Apart from higher inventory levels, forex translation, and weakening consumer demand, V.F. has a CEO transition taking place. Steve Rendle has retired, and V.F. is under interim leadership while it searches for Rendle’s replacement. CEO transitions are never easy for a company, and Rendle has led V.F. for nearly six years. Depending upon who is selected as the new chief, it could be a catalyst for the stock in 2023.

In addition, there is talk of the company potentially selling its Jansport backpack brand for half a billion dollars. We note the sale of Jansport is unconfirmed by the company, but the capital infusion could be used to bolster the balance sheet as $500 million is about three quarters’ worth of dividend payments, so it’s quite significant.

Given all of these factors, how did V.F. make the cut as our best dividend stock idea for 2023? We like the stock’s combination of value, the dividend, and its turnaround potential. V.F. has seen sales decline for this year on the strength in the U.S. dollar, primarily. With that headwind being potentially removed for 2023, V.F. is set to produce more than $12 billion in revenue next year. That will help not only drive the top line, but should help reflate margins back to prior levels, which will help boost earnings-per-share. This depends upon consumer demand at least maintaining current levels, but we believe the path is clear to at least $12 billion in revenue next year.

In addition, the selloff of the stock this year has it trading for under 13 times earnings, which is well under our estimate of fair value at 19 times. That means that, should V.F. return to historical valuation levels at some point in the coming years, we could see a high-single digit, or even double-digit tailwind to total returns. V.F. is in deep value territory given the severity of its share price decline against less severe earnings estimate declines.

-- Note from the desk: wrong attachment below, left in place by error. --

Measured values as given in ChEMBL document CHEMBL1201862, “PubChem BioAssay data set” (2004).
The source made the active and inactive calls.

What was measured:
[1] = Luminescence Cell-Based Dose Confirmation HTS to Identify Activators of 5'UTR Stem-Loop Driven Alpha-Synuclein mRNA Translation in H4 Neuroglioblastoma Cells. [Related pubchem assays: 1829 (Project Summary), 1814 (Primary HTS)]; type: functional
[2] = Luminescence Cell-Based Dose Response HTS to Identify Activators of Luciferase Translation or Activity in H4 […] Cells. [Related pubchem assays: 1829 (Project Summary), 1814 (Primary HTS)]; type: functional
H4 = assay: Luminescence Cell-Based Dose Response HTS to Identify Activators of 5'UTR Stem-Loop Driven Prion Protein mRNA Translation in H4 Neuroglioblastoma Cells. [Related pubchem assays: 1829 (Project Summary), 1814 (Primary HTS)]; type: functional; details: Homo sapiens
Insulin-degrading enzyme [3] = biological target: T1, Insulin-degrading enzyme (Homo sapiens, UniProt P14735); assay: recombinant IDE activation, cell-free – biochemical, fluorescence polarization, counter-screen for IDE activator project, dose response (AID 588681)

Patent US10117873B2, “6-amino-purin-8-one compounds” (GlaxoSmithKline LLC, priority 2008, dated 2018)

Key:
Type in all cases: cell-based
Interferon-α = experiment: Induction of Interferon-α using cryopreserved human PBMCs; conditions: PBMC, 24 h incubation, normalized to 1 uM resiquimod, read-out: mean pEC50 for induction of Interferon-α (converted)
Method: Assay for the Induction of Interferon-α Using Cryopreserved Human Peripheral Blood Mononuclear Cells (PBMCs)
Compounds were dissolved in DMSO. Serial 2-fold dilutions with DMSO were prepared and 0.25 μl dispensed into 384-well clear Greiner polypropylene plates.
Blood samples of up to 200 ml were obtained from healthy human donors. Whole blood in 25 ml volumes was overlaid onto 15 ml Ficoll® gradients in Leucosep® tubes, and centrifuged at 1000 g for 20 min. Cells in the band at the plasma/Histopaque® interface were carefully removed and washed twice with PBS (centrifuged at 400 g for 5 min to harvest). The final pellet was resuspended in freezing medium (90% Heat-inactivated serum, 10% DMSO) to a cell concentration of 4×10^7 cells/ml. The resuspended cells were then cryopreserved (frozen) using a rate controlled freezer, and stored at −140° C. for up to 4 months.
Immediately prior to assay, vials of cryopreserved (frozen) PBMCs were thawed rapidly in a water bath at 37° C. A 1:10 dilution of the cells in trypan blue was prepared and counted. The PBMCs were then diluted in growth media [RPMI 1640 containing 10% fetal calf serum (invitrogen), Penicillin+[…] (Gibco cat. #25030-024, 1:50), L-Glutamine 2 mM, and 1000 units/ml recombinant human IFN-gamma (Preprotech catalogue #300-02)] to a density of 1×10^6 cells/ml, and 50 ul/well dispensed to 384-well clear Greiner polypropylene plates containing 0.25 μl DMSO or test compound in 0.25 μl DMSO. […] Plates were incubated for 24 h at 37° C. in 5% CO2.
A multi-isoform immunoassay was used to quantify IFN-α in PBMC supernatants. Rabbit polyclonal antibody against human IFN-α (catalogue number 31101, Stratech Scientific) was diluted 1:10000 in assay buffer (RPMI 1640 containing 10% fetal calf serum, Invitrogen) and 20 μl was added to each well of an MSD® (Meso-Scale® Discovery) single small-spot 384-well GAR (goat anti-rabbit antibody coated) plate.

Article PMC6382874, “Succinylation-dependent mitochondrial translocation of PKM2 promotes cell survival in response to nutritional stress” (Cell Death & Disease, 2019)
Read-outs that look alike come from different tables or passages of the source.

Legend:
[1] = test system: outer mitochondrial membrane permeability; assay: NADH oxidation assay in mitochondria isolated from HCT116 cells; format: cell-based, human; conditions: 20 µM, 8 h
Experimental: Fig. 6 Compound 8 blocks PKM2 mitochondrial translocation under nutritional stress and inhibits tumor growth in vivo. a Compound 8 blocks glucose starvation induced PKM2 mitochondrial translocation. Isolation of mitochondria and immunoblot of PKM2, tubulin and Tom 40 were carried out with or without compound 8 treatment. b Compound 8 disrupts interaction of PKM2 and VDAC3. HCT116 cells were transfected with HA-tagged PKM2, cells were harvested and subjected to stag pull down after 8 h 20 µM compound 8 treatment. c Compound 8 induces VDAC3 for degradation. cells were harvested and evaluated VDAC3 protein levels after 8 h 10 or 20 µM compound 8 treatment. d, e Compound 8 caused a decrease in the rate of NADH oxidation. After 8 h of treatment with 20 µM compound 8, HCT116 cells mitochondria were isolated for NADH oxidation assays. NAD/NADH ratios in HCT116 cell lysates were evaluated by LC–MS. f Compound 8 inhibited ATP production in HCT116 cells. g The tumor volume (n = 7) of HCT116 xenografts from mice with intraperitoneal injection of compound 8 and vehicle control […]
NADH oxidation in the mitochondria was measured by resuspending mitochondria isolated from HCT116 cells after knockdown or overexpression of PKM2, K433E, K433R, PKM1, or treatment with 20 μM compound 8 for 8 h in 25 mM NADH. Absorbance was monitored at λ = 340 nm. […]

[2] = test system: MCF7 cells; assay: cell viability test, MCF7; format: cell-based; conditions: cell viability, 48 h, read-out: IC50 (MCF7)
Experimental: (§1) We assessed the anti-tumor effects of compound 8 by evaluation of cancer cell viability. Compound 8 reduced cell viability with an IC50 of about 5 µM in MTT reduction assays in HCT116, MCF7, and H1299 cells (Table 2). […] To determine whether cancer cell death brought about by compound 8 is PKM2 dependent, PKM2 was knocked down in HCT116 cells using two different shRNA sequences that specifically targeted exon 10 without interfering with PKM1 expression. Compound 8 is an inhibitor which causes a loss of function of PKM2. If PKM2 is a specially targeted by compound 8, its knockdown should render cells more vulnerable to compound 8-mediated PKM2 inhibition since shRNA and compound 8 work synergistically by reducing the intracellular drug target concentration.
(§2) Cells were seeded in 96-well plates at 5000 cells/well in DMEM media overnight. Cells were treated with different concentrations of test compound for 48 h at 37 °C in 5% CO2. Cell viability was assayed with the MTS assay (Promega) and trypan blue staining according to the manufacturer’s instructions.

Finally, the company’s dividend is a huge draw for potential buyers. For starters, V.F. is now a Dividend King, one of fewer than 50 stocks to claim that highly exclusive title. V.F. has now raised its dividend for 50 consecutive years, a tremendously impressive streak given it operates in a highly cyclical industry. This sort of longevity is a great reason to consider the stock.

Apart from that, the current yield is 8%, which is about five times that of the S&P 500. This combination of dividend longevity and massive yield is extremely uncommon, and we believe it represents a strong buying opportunity in V.F.

We note the payout ratio has the possibility of being near 100% this year, as updated earnings guidance has a midpoint of $2.10 per share, and the current dividend is $2.04. We don’t typically recommend stocks with such high payout ratios, but for V.F. we expect this condition to be temporary. Earnings should rebound sharply into next year and beyond as temporary headwinds subside, and the company has ample resources to cover any potential dividend shortfall in the short term. In other words, we believe the 50-year streak of dividend increases is all but certain to continue indefinitely.

While 2022 has been very tough, it has created opportunities for new capital to buy great companies at depressed prices. One such company is V.F., which we see as our top pick for 2023. The stock yields 8%, has what should be a safe dividend payment, possesses a clear path to turn earnings around in the near future, and trades with a trough valuation.

This combination of factors suggests we could see forward total returns in excess of 20% annually for V.F. going forward, and for these reasons, it’s our top pick for 2023.